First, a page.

• book

From the Publisher

"As it is, the book is indispensable; it has, indeed, no serious English rival." — Times Literary Supplement.
"Sir Thomas Heath, foremost English historian of the ancient exact sciences in the twentieth century." — Professor W. H. Stahl
"Indeed, seeing that so much of Greek is mathematics, it is arguable that, if one would understand the Greek genius fully, it would be a good plan to begin with their geometry."
The perspective that enabled Sir Thomas Heath to understand the Greek genius — deep intimacy with languages, literatures, philosophy, and all the sciences — brought him perhaps closer to his beloved subjects and to their own ideal of educated men, than is common or even possible today. Heath read the original texts with a critical, scrupulous eye, and brought to this definitive two-volume history the insights of a mathematician communicated with the clarity of classically taught English.
"Of all the manifestations of the Greek genius none is more impressive and even awe-inspiring than that which is revealed by the history of Greek mathematics." Heath records that history with the scholarly comprehension and comprehensiveness that marks this work as obviously classic now as when it first appeared in 1921. The linkage and unity of mathematics and philosophy suggest the outline for the entire history. Heath covers in sequence Greek numerical notation, Pythagorean arithmetic, Thales and Pythagorean geometry, Zeno, Plato, Euclid, Aristarchus, Archimedes, Apollonius, Hipparchus and trigonometry, Ptolemy, Heron, Pappus, Diophantus of Alexandria and the algebra. Interspersed are sections devoted to the history and analysis of famous problems: squaring the circle, angle trisection, duplication of the cube, and an appendix on Archimedes' proof of the subtangent property of a spiral. The coverage is everywhere thorough and judicious; but Heath is not content with plain exposition:
It is a defect in the existing histories that, while they state generally the contents of, and the main propositions proved in, the great treatises of Archimedes and Apollonius, they make little attempt to describe the procedure by which the results are obtained. I have therefore taken pains, in the most significant cases, to show the course of the argument in sufficient detail to enable a competent mathematician to grasp the method used and to apply it, if he will, to other similar investigations. 
Mathematicians, then, will rejoice to find Heath back in print and accessible after many years. Historians of Greek culture and science can renew acquaintance with a standard reference; readers in general will find, particularly in the energetic discourses on Euclid and Archimedes, exactly what Heath means by impressive and awe-inspiring.  

Published: Dover Publications on
ISBN: 9780486162690
List price: $22.95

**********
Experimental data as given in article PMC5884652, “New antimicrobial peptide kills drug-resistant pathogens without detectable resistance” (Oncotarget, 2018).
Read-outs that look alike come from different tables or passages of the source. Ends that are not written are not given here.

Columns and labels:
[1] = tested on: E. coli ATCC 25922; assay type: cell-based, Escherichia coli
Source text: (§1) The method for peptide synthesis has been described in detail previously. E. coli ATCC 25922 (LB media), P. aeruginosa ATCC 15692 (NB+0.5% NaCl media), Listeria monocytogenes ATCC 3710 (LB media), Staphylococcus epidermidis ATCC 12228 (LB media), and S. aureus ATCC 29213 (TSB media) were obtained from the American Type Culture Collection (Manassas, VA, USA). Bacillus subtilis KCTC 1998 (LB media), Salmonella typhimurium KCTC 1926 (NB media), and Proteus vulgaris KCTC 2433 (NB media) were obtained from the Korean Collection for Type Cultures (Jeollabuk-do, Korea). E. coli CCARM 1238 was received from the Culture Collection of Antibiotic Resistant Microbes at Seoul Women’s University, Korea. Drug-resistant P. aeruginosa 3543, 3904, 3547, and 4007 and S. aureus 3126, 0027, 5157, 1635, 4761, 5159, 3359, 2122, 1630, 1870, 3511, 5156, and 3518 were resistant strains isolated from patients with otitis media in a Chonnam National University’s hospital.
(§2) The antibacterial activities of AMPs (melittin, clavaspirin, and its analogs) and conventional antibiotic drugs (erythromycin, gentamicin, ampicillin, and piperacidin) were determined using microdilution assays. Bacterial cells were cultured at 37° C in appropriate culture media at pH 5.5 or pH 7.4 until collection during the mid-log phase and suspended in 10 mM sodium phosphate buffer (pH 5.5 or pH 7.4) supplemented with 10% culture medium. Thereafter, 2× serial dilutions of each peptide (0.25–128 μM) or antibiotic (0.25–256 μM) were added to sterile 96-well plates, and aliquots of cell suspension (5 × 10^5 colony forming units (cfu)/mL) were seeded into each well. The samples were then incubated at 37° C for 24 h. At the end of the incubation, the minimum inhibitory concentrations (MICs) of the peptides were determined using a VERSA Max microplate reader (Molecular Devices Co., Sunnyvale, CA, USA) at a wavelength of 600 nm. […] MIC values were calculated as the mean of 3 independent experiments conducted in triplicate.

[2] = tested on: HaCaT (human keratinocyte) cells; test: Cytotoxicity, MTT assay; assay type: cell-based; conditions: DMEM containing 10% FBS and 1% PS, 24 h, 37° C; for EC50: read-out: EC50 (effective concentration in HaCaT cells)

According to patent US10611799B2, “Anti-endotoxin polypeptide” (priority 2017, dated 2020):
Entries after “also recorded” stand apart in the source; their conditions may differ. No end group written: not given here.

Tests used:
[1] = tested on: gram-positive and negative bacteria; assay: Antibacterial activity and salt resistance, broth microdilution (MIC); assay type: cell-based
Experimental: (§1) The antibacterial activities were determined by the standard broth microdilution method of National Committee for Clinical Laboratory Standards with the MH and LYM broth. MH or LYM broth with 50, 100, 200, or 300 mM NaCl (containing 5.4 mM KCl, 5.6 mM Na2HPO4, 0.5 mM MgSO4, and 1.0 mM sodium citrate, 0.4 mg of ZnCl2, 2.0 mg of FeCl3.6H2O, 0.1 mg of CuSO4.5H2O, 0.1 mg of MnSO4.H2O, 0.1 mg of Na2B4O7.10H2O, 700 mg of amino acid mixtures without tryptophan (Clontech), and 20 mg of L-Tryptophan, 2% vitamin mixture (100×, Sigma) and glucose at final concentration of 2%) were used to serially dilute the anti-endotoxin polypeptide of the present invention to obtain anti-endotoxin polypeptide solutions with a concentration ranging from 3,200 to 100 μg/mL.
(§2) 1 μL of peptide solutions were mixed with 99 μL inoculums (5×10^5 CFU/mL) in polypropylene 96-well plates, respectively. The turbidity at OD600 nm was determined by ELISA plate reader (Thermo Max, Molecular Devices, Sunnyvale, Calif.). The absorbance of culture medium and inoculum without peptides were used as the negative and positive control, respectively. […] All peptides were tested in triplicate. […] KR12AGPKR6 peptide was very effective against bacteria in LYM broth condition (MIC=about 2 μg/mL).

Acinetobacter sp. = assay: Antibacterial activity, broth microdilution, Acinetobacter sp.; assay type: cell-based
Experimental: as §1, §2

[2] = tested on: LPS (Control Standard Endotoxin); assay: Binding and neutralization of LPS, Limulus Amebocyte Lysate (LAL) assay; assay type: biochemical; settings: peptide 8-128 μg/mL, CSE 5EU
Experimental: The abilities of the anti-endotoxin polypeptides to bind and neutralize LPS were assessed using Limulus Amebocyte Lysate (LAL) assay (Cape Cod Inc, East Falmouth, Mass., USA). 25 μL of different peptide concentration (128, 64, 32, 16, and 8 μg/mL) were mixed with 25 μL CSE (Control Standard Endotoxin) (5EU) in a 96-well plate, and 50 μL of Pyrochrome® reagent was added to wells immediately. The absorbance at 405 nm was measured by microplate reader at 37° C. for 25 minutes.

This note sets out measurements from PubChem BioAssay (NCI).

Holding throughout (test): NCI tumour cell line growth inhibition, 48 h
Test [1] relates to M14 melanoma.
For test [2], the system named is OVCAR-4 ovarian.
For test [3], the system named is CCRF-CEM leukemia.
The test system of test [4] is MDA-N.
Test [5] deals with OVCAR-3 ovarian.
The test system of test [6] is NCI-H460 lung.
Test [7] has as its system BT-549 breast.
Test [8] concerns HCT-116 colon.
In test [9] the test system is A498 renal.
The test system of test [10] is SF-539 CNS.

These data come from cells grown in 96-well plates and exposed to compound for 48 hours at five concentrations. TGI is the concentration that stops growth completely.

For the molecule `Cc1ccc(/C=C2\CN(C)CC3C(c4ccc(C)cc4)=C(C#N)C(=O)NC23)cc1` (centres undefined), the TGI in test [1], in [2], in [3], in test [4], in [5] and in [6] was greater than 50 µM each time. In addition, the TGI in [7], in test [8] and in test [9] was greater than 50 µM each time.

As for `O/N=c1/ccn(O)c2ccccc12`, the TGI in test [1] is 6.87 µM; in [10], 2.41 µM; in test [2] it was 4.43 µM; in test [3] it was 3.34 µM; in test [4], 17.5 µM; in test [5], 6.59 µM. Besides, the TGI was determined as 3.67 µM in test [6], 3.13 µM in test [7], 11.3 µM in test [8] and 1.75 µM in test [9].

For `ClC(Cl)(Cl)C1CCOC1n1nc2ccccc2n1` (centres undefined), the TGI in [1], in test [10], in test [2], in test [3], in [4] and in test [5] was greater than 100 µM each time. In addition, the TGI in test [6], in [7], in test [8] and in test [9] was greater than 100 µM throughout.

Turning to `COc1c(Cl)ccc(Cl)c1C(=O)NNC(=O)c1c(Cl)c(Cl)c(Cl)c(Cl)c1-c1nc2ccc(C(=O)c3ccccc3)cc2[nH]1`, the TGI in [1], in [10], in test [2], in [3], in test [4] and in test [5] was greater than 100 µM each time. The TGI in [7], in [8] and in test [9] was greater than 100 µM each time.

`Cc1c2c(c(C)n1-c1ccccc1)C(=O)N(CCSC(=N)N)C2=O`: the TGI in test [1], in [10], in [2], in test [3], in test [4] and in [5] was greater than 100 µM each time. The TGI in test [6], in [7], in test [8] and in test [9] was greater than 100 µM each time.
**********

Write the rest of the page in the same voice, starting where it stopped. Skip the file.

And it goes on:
Read on Scribd mobile: iPhone, iPad and Android.
Availability for A History of Greek Mathematics, Volume I by Sir Thomas Heath
With a 30 day free trial you can read online for free
  1. This book can be read on up to 6 mobile devices.

Related Articles

Quanta Abstractions
2 min read

19 Women Leading Math and Physics

In an interview with Quanta Magazine last fall, the eminent theoretical physicist Helen Quinn recalled her uncertainty, as a Stanford University undergraduate in the 1960s, about whether to pursue a career in physics or become a high school teacher. “There were no women in the faculty at Stanford at that time in the physics department,” Quinn said. “I didn’t see myself there.” Her adviser warned her that “graduate schools are usually reluctant to accept women because they get married and they don’t finish.” (He kindly added that “I don’t think we need to worry about that with you.”) In the 197
1 min read

Graphing Human Uniqueness

Throughout this issue, we’ve explored the question of whether humans are unique, and if so, in what ways. In one interactive piece, “The Vocabulary of Our Uniqueness,” we asked readers which words best described what makes us special. And here are the results. Readers cast 1,234 votes for 56 different terms, which we have grouped together thematically (and subjectively). This is obviously not a rigorously precise survey, but it’s enough to give a general snapshot of how people think of the question. The number one choice turned out to be “science,” which also included the terms “math” and “ast
10 min read

How to Build a Search Engine for Mathematics: The Surprising Power of Neil Sloane’s Encyclopedia of Integer Sequences.: The surprising power of Neil Sloane’s Encyclopedia of Integer Sequences.

On the average summer Saturday, the mathematician Neil Sloane woke up to a crisis. “There are always crises,” he said— albeit crises of the teapot tempest variety. One Saturday over breakfast, he faced an inbox message titled “edits from outer space.” Without authorization, a contributor in France had deleted an entry in Sloane’s Online Encyclopedia of Integer Sequences, which, like Wikipedia, is powered by volunteer contributors and editors. But everyday, tending his encyclopedia like a garden, weeding and pruning and planting, Sloane also delights in the more pleasant surprises. On that same